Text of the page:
Cichlasoma urophthalmus
Cichlasoma urophthalmus
(Mayan Cichlid)
Fishes
Exotic

20 results for Cichlasoma urophthalmus (Mayan Cichlid)

Impact ID Scientific Name Impact Type Study Type Study Location Impact Description Reference
2878 Cichlasoma urophthalmus Predation/Herbivory Observational Field Juvenile Black Acara and Mayan Cichlids were observed foraging in the nest of a Spotted Sunfish... 26307
2879 Cichlasoma urophthalmus Competition Observational Field High abundance of nonindigenous cichlids such as Black Acara and Mayan Cichlids in South Florida... 26307
2911 Cichlasoma urophthalmus Recreation Observational Field Mayan Cichlids have become a popular sport fish in South Florida, where they are frequently taken... 1865
2912 Cichlasoma urophthalmus Predation/Herbivory Observational Field Mayan Cichlids in South Florida are preyed upon by wading birds, Largemouth Bass (Micropterus... 1865
2913 Cichlasoma urophthalmus Predation/Herbivory Observational Field Mayan Cichlids may prey heavily upon juvenile Snook and Tarpon in South Florida mangrove habitats. 1865
2915 Cichlasoma urophthalmus Predation/Herbivory Observational Field Higher Mayan Cichlid abundance in South Florida was inversely correlated with abundance of several... 26622
2916 Cichlasoma urophthalmus Food Web Observational Field There were positive relationships between Mayan Cichlids with Lepomis species (Warmouth... 26622
2917 Cichlasoma urophthalmus Food Web Observational Field Impacts of Mayan Cichlids on native fish species may in turn impact other piscivores such as wading... 26622
2918 Cichlasoma urophthalmus Harvest Observational Field Mayan Cichlid and Blackchin Tilapia are both though to contribute to declines in harvest of... 29127
2920 Cichlasoma urophthalmus Predation/Herbivory Observational Field Juvenile Mayan Cichlid diets in South Florida consisted primarily of fish, followed by ostracods... 23937
2921 Cichlasoma urophthalmus Predation/Herbivory Observational Field Juvenile Mayan Cichlid diets in South Florida consisted primarily of fish, followed by ostracods... 23937
2922 Cichlasoma urophthalmus Predation/Herbivory Observational Field Diets of a population of Mayan Cichlids in Thailand comprised primarily fish, multicellular algae... 16458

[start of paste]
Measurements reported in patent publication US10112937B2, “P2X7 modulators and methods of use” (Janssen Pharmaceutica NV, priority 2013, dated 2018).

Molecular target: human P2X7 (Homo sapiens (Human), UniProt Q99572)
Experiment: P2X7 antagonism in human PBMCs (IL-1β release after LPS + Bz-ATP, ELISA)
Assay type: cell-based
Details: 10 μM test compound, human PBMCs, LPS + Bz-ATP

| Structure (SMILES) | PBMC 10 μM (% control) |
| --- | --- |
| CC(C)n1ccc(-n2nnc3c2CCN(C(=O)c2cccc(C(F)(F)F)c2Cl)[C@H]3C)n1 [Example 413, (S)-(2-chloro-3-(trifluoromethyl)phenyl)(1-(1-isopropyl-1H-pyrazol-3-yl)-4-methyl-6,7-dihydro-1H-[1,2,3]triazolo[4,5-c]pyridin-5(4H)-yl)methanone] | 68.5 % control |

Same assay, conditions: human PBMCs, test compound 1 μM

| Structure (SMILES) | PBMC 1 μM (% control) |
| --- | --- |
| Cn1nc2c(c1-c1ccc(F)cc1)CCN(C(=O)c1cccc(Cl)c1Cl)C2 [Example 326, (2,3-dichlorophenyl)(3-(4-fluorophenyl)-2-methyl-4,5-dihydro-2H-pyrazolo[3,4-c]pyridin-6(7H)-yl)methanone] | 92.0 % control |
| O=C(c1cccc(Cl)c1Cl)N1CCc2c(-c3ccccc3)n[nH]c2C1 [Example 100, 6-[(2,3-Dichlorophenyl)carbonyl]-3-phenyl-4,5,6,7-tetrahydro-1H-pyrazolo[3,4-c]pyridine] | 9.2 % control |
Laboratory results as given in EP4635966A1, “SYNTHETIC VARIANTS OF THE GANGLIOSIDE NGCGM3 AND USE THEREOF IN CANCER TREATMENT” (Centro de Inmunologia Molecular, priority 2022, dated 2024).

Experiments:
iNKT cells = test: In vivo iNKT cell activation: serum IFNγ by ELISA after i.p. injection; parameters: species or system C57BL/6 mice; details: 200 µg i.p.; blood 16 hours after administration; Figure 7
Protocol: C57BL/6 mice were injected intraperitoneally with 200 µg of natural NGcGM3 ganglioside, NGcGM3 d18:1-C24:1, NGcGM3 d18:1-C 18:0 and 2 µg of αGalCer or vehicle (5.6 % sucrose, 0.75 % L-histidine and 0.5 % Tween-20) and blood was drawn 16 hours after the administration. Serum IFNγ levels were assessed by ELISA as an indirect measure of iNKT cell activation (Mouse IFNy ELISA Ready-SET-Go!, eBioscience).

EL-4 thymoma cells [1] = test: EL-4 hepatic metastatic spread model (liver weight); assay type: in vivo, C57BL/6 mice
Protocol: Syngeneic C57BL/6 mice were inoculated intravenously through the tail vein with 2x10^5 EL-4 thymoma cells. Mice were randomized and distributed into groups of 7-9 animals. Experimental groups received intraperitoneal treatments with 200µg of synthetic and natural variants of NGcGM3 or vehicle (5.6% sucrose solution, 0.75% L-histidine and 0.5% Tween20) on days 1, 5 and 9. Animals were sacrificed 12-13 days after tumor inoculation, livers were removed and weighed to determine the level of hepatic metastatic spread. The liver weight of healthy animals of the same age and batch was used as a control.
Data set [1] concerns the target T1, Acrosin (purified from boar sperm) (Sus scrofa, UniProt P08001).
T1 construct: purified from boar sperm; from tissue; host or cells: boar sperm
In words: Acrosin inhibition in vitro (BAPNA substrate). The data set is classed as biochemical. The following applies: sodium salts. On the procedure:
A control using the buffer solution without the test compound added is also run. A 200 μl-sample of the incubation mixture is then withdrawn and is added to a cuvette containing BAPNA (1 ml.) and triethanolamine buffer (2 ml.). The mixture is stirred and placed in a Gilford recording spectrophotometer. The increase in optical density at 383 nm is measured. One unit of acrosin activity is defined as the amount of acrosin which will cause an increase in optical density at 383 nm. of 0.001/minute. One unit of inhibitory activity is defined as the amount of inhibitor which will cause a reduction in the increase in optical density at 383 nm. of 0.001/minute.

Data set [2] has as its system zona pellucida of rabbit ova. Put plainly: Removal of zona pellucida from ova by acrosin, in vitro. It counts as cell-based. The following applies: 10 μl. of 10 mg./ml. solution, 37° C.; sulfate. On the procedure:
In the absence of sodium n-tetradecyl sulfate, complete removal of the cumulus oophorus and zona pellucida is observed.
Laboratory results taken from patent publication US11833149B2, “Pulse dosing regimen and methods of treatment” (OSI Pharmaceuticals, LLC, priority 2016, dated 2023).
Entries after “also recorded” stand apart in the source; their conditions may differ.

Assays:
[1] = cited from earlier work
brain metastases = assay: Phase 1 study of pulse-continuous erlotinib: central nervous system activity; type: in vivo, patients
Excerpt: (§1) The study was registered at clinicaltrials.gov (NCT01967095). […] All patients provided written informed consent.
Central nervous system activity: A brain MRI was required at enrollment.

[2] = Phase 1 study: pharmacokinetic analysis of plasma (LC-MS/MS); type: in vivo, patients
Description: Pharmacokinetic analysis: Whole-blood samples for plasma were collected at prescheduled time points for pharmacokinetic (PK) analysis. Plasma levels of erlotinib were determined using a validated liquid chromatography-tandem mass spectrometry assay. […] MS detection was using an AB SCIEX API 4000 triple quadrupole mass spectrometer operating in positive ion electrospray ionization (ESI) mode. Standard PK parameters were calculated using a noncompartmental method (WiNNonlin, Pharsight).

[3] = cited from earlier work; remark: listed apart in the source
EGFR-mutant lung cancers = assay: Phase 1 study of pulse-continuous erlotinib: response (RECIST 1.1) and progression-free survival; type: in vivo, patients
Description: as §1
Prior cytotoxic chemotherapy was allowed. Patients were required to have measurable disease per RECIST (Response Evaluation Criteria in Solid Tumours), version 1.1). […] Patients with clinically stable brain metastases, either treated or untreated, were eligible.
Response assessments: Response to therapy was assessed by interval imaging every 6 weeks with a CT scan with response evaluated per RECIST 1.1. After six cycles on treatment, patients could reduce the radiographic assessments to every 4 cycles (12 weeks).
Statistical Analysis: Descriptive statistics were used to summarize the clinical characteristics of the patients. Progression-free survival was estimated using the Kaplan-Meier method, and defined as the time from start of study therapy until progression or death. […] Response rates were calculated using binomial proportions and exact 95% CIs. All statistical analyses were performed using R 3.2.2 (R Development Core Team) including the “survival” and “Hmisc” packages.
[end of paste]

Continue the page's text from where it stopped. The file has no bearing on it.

2923 Cichlasoma urophthalmus Competition Anecdotal Field Diets of a population of Mayan Cichlids in Thailand comprised primarily fish, multicellular algae... 16458
2924 Cichlasoma urophthalmus Disease/Parasites/Toxicity Anecdotal N/A Mayan Cichlids in Thailand may be vectors for parasites. 16548
2926 Cichlasoma urophthalmus Food Web Observational Field In the estuarine zone of northern Florida Bay the abundance of Mayan Cichlids was inversely... 1939
2927 Cichlasoma urophthalmus Competition Observational Field Nonindigenous Mayan Cichlids, Blue Tilapia, Spotted Tilapia compete for substrate spawning... 1939
2928 Cichlasoma urophthalmus Predation/Herbivory Observational Field Mayan Cichlids and Walking Catfish prey upon the nests of native centrarchids in South Florida. 1939
2929 Cichlasoma urophthalmus Predation/Herbivory Experimental Field In in-situ enclosure experiments Mayan Cichlids consumed more prey and more varied prey (Flagfish... 25744
2930 Cichlasoma urophthalmus Food Web Experimental Laboratory In a lab experiment African Jewelfish were more active foragers than Mayan Cichlids, while native... 25744
2931 Cichlasoma urophthalmus Disease/Parasites/Toxicity Observational Field Mayan Cichlids in South Florida are host to nematode parasites of the genus Contracaecum. These... 33821

Data Disclaimer: These data are preliminary or provisional and are subject to revision. They are being provided to meet the need for timely best science. The data have not received final approval by the U.S. Geological Survey (USGS) and are provided on the condition that neither the USGS nor the U.S. Government shall be held liable for any damages resulting from the authorized or unauthorized use of the data.

Disclaimer:

The data represented on this site vary in accuracy, scale, completeness, extent of coverage and origin. It is the user's responsibility to use these data consistent with their intended purpose and within stated limitations. We highly recommend reviewing metadata files prior to interpreting these data.

Citation information: U.S. Geological Survey. [2022]. Nonindigenous Aquatic Species Database. Gainesville, Florida. Accessed [5/17/2022].

Contact us if you are using data from this site for a publication to make sure the data are being used appropriately and for potential co-authorship if warranted.

For general information and questions about the database, contact Wesley Daniel. For problems and technical issues, contact Matthew Neilson.